It’s nothing groundbreaking here. In fact, it’s probably one of the first expressions that we learn as young people—never judge a book by its cover. However, we seem to miss the meaning quite frequently. In fact, passing judgements has become so commonplace that often we don’t even realize when we’re doing it, especially when it’s presented as a form of flattery—as most likely to succeed or best dressed, according to your high school yearbook, for example.
Though it’s apparent why passing judgements can be very hurtful, it also can be destructive in the workplace. Just because someone looks young or inexperienced does not necessarily mean they’re close-minded or lacking a thirst for knowledge. Similarly, just because someone is older and more seasoned in a particular industry does not indicate they are past their prime or have stopped learning new skills. Giving someone a chance, not just in a personal but also in a professional environment, is particularly important in this day and age.
It’s easy to Google the attendees of an upcoming meeting and draw conclusions based on their online profiles. While apps like LinkedIn can help you do your research, be careful how you use them. Focus on leveraging the information to make connections with people, not to alienate them, especially before you’ve even met or spoken to them directly.
I should caution against my point being misinterpreted though. As a book publishing professional, I would be misleading you if I suggested that there’s little value in creating a book cover that is exciting and presentable—that helps draw readers in and gives them an indication about the story in the interior pages. To follow the analogy, presentation of oneself, especially in a business environment, is extremely important. People should know that you are serious about the work to be done. However, what they should not do is make assumptions regarding the full narrative that you have to tell.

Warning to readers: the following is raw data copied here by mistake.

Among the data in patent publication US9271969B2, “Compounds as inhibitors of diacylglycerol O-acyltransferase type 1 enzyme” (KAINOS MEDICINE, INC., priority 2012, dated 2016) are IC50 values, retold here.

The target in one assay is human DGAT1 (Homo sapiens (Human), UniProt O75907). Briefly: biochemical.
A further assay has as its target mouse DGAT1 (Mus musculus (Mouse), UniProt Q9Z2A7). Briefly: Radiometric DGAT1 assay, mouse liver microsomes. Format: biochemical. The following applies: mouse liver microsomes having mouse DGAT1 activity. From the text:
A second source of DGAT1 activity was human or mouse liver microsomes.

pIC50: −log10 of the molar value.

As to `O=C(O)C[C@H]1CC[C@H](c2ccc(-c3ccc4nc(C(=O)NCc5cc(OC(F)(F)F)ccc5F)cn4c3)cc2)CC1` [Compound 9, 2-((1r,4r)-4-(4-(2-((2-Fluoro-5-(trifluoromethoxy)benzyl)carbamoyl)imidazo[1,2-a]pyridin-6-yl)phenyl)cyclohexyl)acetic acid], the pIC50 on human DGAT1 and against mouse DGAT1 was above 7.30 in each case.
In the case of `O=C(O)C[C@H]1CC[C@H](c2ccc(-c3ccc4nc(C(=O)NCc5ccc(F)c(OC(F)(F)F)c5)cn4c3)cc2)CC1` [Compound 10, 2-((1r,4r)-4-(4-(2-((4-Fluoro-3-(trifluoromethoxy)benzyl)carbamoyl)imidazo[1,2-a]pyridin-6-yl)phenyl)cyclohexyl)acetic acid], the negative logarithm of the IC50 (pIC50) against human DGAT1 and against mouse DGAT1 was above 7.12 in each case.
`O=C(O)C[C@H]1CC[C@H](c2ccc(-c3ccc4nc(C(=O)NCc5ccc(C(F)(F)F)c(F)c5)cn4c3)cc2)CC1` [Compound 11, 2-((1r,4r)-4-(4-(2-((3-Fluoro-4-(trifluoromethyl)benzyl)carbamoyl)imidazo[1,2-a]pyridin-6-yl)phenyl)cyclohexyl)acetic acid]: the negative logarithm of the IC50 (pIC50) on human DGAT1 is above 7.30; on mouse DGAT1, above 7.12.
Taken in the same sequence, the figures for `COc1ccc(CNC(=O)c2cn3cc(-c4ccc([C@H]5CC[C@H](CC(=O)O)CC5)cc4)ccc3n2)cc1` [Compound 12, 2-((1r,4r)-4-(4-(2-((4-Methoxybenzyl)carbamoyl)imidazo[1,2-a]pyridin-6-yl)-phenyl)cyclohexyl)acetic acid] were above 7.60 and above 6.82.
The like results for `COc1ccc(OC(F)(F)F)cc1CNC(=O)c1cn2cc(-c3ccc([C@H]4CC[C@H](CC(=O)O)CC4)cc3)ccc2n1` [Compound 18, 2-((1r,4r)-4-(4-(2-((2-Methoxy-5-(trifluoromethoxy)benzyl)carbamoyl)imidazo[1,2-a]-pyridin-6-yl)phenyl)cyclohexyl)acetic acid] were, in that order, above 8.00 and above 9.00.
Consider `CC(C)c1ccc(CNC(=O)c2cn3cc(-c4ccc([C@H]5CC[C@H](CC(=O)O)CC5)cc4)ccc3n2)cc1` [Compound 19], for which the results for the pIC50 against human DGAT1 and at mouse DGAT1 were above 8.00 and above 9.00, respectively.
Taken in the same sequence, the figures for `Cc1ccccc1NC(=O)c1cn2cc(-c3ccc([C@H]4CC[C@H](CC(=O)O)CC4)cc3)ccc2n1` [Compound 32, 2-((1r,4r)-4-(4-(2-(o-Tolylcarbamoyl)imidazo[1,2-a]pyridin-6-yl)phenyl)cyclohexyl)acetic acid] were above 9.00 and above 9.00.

The next time someone suggests that that woman working in the sports industry might not be fully informed or that that guy with the “baby face” working in the local museum must be someone’s assistant, it’s alright to correct them without accusing them of purposely stereotyping (I’d argue that it’s okay to give them the benefit of the doubt—perhaps they were confused—on the first offense). Putting in a little extra effort to show them you’re knowledgeable about what you do—despite their initial perception—should not only earn you their respect, but should give you an extra sense of self-validation as well. Of course, if this behavior continues, I’d recommend not working with them. If they haven’t learned the meaning of “never judge a book by its cover” at this point, it’s possible they never will and that your time is better spent fostering healthier relationships.
Julie Perry edits nonfiction sports books at Skyhorse Publishing. She is also a part-time tutor in New York City. In her free time, Julie enjoys cheering for her favorite sports teams (especially the Mets), reading, writing and eating lots of sushi. A graduate of Brandeis University, Julie received her Masters degree from New York University.